Traveling with an ostomy and afraid of getting a bit-too-thorough pat-down? Patients with medical conditions (such as an ostomy) can present a card to TSA officers, which discreetly notifies the screeners in advance to expect things like ostomy bags continuing urine or stool. The TSA has a template for such a card on their website (http://quest.mda.org/sites/default/files/Notification%20Cards%20II.pdf). Please note: this card does not excuse you from the screening – it just alerts the TSA officer to expect something a bit unusual.
Health Central's Ulcerative Colitis Basics (http://www.healthcentral.com/ibd/ulcerative-colitis-basics.html) site presents information on the basics of ulcerative colitis including symptoms, diagnosis, management, and treatment. An explanation of the IPAA procedure, as well as a description of the common complications, can also be found here.
On About.com’s inflammatory bowel disease (http://ibdcrohns.about.com/) site Amber Tresca (who has a j-pouch) guides readers with ulcerative colitis, Crohn’s disease and j-pouches. Topics change weekly and include articles such as: “New IBD Diagnosis? Start Here,” “Time for a Road Trip? How to Travel by Car” and “How to tell a good IBD website from a bad one.” You can also sign up for a newsletter delivered to your email every Monday (http://ibdcrohns.about.com/gi/pages/stay.htm).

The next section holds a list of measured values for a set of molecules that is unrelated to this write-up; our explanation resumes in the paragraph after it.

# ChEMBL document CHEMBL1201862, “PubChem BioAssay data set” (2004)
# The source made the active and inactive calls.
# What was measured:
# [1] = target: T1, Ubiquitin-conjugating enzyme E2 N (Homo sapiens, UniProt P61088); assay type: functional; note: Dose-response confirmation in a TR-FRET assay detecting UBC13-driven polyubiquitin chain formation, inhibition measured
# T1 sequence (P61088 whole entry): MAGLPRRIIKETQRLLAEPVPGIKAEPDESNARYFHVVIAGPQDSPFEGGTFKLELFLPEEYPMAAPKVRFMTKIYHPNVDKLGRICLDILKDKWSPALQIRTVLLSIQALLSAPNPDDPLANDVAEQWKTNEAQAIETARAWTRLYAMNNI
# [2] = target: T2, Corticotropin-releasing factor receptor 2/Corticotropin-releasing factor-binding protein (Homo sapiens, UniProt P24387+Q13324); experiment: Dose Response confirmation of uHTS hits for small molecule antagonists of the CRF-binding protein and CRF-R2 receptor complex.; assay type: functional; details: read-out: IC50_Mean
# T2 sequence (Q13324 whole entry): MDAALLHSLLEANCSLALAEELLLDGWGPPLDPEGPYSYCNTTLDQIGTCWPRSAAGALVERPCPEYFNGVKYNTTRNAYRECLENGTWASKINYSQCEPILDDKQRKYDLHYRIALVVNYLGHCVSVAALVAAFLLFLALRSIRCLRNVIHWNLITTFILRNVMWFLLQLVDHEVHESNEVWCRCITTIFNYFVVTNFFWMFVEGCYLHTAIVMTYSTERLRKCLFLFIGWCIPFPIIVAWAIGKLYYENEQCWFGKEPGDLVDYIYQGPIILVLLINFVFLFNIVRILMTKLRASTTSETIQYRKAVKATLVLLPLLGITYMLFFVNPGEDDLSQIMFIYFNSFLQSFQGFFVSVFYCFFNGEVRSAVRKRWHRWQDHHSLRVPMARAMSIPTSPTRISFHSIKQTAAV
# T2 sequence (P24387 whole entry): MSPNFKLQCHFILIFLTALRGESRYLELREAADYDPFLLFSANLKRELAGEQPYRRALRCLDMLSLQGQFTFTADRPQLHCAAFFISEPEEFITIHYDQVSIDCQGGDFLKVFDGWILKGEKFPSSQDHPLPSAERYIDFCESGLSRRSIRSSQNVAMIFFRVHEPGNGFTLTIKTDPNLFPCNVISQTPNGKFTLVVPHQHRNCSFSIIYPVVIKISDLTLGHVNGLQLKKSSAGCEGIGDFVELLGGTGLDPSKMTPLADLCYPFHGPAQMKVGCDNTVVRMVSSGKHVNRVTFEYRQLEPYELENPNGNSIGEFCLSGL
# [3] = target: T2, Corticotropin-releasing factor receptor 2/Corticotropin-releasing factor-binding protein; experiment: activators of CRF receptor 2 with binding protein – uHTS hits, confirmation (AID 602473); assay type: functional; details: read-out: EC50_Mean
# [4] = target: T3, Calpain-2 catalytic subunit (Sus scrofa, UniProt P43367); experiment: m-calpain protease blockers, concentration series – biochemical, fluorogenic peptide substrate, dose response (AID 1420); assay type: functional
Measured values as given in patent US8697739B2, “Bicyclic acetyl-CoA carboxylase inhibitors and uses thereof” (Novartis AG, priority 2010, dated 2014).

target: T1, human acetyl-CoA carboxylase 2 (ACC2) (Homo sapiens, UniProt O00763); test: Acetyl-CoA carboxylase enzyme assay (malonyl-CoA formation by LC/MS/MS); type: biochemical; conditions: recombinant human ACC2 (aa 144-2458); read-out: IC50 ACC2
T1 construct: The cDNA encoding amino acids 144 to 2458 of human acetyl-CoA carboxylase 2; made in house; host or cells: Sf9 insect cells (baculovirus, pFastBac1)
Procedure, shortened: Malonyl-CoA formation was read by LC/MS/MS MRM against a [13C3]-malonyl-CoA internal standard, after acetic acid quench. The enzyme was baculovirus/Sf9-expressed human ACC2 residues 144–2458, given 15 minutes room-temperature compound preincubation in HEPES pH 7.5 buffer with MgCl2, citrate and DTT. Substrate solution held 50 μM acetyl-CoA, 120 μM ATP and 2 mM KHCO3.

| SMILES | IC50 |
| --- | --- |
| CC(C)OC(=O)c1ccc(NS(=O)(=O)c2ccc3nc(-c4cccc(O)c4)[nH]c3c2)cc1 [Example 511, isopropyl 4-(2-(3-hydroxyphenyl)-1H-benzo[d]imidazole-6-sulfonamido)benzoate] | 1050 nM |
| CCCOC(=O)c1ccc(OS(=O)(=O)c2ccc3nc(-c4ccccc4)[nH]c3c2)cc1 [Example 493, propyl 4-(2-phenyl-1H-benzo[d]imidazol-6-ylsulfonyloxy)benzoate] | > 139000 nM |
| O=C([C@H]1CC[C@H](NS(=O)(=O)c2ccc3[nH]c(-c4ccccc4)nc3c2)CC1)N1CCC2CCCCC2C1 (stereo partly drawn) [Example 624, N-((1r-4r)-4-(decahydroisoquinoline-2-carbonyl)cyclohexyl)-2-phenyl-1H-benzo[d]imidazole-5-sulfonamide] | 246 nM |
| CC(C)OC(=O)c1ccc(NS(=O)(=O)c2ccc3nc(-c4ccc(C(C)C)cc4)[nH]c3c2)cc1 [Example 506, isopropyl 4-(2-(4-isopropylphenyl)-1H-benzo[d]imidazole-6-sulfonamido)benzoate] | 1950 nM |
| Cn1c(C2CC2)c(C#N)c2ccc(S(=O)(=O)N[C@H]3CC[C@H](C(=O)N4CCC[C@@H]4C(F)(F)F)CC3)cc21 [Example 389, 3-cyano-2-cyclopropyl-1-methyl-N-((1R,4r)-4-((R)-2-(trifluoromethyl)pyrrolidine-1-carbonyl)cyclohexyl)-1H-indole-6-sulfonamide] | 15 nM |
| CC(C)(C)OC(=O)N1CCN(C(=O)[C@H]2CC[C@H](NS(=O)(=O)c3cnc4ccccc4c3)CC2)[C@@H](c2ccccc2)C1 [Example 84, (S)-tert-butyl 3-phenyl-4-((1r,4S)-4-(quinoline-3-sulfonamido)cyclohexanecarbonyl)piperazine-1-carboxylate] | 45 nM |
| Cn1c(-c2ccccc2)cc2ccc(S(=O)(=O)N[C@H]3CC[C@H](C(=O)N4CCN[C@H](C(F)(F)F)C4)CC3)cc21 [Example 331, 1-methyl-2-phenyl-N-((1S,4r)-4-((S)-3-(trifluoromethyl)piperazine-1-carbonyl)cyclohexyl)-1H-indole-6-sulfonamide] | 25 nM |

The Crohn's Colitis Foundation of America (CCFA) (http://www.ccfa.org/) is an organization dedicated to finding the cure for Crohn's disease and ulcerative colitis, and to improving the quality of life for individuals affected by these diseases. The CCFA website features information describing ulcerative colitis, its treatments – including the surgical IPAA procedure, and its possible complications. The site also provides information on support services and tips for living a fulfilling life. The CCFA website also provides a brief summary of the surgical treatments for ulcerative colitis, including IPAA, and some of the common complications.